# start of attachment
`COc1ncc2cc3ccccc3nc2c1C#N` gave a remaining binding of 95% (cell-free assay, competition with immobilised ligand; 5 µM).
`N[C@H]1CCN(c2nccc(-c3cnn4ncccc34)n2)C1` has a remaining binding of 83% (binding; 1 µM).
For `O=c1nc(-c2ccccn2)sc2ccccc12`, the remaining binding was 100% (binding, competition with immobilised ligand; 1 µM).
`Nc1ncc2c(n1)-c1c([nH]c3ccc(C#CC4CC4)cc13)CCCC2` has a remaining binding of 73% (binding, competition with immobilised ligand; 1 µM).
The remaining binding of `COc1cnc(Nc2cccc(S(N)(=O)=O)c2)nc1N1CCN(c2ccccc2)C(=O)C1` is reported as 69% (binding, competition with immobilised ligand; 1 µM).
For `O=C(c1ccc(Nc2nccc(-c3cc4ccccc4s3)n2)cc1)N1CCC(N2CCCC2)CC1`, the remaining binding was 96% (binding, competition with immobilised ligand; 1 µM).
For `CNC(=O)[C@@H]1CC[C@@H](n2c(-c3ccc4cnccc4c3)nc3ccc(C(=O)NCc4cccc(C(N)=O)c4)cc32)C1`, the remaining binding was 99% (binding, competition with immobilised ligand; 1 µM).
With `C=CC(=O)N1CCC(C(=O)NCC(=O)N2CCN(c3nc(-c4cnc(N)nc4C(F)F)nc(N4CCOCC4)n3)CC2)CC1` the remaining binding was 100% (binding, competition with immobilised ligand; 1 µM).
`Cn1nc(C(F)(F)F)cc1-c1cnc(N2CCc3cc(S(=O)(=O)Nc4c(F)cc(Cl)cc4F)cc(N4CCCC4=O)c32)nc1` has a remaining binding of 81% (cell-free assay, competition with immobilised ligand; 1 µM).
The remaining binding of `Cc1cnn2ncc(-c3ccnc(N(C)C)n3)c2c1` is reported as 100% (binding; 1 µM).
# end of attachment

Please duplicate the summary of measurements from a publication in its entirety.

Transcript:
`COc1ncc2cc3ccccc3nc2c1C#N` gave a remaining binding of 95% (cell-free assay, competition with immobilised ligand; 5 µM).
`N[C@H]1CCN(c2nccc(-c3cnn4ncccc34)n2)C1` has a remaining binding of 83% (binding; 1 µM).
For `O=c1nc(-c2ccccn2)sc2ccccc12`, the remaining binding was 100% (binding, competition with immobilised ligand; 1 µM).
`Nc1ncc2c(n1)-c1c([nH]c3ccc(C#CC4CC4)cc13)CCCC2` has a remaining binding of 73% (binding, competition with immobilised ligand; 1 µM).
The remaining binding of `COc1cnc(Nc2cccc(S(N)(=O)=O)c2)nc1N1CCN(c2ccccc2)C(=O)C1` is reported as 69% (binding, competition with immobilised ligand; 1 µM).
For `O=C(c1ccc(Nc2nccc(-c3cc4ccccc4s3)n2)cc1)N1CCC(N2CCCC2)CC1`, the remaining binding was 96% (binding, competition with immobilised ligand; 1 µM).
For `CNC(=O)[C@@H]1CC[C@@H](n2c(-c3ccc4cnccc4c3)nc3ccc(C(=O)NCc4cccc(C(N)=O)c4)cc32)C1`, the remaining binding was 99% (binding, competition with immobilised ligand; 1 µM).
With `C=CC(=O)N1CCC(C(=O)NCC(=O)N2CCN(c3nc(-c4cnc(N)nc4C(F)F)nc(N4CCOCC4)n3)CC2)CC1` the remaining binding was 100% (binding, competition with immobilised ligand; 1 µM).
`Cn1nc(C(F)(F)F)cc1-c1cnc(N2CCc3cc(S(=O)(=O)Nc4c(F)cc(Cl)cc4F)cc(N4CCCC4=O)c32)nc1` has a remaining binding of 81% (cell-free assay, competition with immobilised ligand; 1 µM).
The remaining binding of `Cc1cnn2ncc(-c3ccnc(N(C)C)n3)c2c1` is reported as 100% (binding; 1 µM).